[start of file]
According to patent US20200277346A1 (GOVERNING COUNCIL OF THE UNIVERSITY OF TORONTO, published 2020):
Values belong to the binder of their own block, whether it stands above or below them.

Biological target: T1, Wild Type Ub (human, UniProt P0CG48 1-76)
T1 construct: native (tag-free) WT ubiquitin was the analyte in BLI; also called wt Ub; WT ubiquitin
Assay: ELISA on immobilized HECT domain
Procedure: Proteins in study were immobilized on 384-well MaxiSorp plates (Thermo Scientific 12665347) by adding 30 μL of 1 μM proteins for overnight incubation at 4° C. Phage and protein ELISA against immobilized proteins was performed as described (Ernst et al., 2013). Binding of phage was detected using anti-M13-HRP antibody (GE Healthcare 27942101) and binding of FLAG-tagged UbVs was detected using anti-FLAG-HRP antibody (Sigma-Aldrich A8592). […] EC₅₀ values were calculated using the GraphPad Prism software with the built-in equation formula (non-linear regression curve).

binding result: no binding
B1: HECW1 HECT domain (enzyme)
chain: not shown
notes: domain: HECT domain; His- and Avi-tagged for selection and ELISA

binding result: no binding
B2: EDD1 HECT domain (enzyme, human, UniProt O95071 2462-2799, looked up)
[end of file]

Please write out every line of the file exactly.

According to patent US20200277346A1 (GOVERNING COUNCIL OF THE UNIVERSITY OF TORONTO, published 2020):
Values belong to the binder of their own block, whether it stands above or below them.

Biological target: T1, Wild Type Ub (human, UniProt P0CG48 1-76)
T1 construct: native (tag-free) WT ubiquitin was the analyte in BLI; also called wt Ub; WT ubiquitin
Assay: ELISA on immobilized HECT domain
Procedure: Proteins in study were immobilized on 384-well MaxiSorp plates (Thermo Scientific 12665347) by adding 30 μL of 1 μM proteins for overnight incubation at 4° C. Phage and protein ELISA against immobilized proteins was performed as described (Ernst et al., 2013). Binding of phage was detected using anti-M13-HRP antibody (GE Healthcare 27942101) and binding of FLAG-tagged UbVs was detected using anti-FLAG-HRP antibody (Sigma-Aldrich A8592). […] EC₅₀ values were calculated using the GraphPad Prism software with the built-in equation formula (non-linear regression curve).

binding result: no binding
B1: HECW1 HECT domain (enzyme)
chain: not shown
notes: domain: HECT domain; His- and Avi-tagged for selection and ELISA

binding result: no binding
B2: EDD1 HECT domain (enzyme, human, UniProt O95071 2462-2799, looked up)